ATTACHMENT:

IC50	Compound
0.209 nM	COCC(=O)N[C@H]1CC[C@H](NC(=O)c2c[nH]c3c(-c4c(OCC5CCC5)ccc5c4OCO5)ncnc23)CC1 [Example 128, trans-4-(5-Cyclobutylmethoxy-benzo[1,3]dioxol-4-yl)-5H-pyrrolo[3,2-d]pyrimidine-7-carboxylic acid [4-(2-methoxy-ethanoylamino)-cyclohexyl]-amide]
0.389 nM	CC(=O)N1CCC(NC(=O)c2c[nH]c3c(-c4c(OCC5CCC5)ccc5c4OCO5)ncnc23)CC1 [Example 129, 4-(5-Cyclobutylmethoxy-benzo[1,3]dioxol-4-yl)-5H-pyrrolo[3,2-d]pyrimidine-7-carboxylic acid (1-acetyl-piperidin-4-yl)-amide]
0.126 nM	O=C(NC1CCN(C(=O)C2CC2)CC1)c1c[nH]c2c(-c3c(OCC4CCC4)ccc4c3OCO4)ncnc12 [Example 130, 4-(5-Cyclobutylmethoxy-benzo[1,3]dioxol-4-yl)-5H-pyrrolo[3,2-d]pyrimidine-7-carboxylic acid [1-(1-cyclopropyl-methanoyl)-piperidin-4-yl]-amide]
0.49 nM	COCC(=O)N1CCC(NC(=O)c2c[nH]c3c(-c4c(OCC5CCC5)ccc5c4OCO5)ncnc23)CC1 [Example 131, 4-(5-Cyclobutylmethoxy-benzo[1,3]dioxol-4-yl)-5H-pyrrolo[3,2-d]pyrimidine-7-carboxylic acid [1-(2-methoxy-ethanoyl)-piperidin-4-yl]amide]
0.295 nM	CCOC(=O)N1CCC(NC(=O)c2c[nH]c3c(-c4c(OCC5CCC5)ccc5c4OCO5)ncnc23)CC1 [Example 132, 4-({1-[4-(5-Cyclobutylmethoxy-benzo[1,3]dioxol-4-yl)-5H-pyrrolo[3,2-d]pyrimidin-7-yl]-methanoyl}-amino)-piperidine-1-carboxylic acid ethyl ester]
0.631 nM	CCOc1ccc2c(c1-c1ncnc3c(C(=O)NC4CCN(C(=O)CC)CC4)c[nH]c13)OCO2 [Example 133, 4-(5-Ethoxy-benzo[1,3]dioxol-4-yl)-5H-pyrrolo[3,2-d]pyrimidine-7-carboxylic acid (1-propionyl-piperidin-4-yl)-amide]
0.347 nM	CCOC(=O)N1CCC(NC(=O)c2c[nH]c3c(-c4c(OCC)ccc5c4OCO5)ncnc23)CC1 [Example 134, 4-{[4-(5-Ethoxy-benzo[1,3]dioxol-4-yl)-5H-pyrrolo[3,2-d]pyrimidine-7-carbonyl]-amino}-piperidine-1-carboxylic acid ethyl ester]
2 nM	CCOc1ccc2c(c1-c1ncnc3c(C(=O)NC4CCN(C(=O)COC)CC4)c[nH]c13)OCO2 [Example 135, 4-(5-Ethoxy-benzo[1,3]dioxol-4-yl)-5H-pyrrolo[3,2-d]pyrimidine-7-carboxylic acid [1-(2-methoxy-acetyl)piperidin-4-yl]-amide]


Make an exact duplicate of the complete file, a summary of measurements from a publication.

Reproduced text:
IC50	Compound
0.209 nM	COCC(=O)N[C@H]1CC[C@H](NC(=O)c2c[nH]c3c(-c4c(OCC5CCC5)ccc5c4OCO5)ncnc23)CC1 [Example 128, trans-4-(5-Cyclobutylmethoxy-benzo[1,3]dioxol-4-yl)-5H-pyrrolo[3,2-d]pyrimidine-7-carboxylic acid [4-(2-methoxy-ethanoylamino)-cyclohexyl]-amide]
0.389 nM	CC(=O)N1CCC(NC(=O)c2c[nH]c3c(-c4c(OCC5CCC5)ccc5c4OCO5)ncnc23)CC1 [Example 129, 4-(5-Cyclobutylmethoxy-benzo[1,3]dioxol-4-yl)-5H-pyrrolo[3,2-d]pyrimidine-7-carboxylic acid (1-acetyl-piperidin-4-yl)-amide]
0.126 nM	O=C(NC1CCN(C(=O)C2CC2)CC1)c1c[nH]c2c(-c3c(OCC4CCC4)ccc4c3OCO4)ncnc12 [Example 130, 4-(5-Cyclobutylmethoxy-benzo[1,3]dioxol-4-yl)-5H-pyrrolo[3,2-d]pyrimidine-7-carboxylic acid [1-(1-cyclopropyl-methanoyl)-piperidin-4-yl]-amide]
0.49 nM	COCC(=O)N1CCC(NC(=O)c2c[nH]c3c(-c4c(OCC5CCC5)ccc5c4OCO5)ncnc23)CC1 [Example 131, 4-(5-Cyclobutylmethoxy-benzo[1,3]dioxol-4-yl)-5H-pyrrolo[3,2-d]pyrimidine-7-carboxylic acid [1-(2-methoxy-ethanoyl)-piperidin-4-yl]amide]
0.295 nM	CCOC(=O)N1CCC(NC(=O)c2c[nH]c3c(-c4c(OCC5CCC5)ccc5c4OCO5)ncnc23)CC1 [Example 132, 4-({1-[4-(5-Cyclobutylmethoxy-benzo[1,3]dioxol-4-yl)-5H-pyrrolo[3,2-d]pyrimidin-7-yl]-methanoyl}-amino)-piperidine-1-carboxylic acid ethyl ester]
0.631 nM	CCOc1ccc2c(c1-c1ncnc3c(C(=O)NC4CCN(C(=O)CC)CC4)c[nH]c13)OCO2 [Example 133, 4-(5-Ethoxy-benzo[1,3]dioxol-4-yl)-5H-pyrrolo[3,2-d]pyrimidine-7-carboxylic acid (1-propionyl-piperidin-4-yl)-amide]
0.347 nM	CCOC(=O)N1CCC(NC(=O)c2c[nH]c3c(-c4c(OCC)ccc5c4OCO5)ncnc23)CC1 [Example 134, 4-{[4-(5-Ethoxy-benzo[1,3]dioxol-4-yl)-5H-pyrrolo[3,2-d]pyrimidine-7-carbonyl]-amino}-piperidine-1-carboxylic acid ethyl ester]
2 nM	CCOc1ccc2c(c1-c1ncnc3c(C(=O)NC4CCN(C(=O)COC)CC4)c[nH]c13)OCO2 [Example 135, 4-(5-Ethoxy-benzo[1,3]dioxol-4-yl)-5H-pyrrolo[3,2-d]pyrimidine-7-carboxylic acid [1-(2-methoxy-acetyl)piperidin-4-yl]-amide]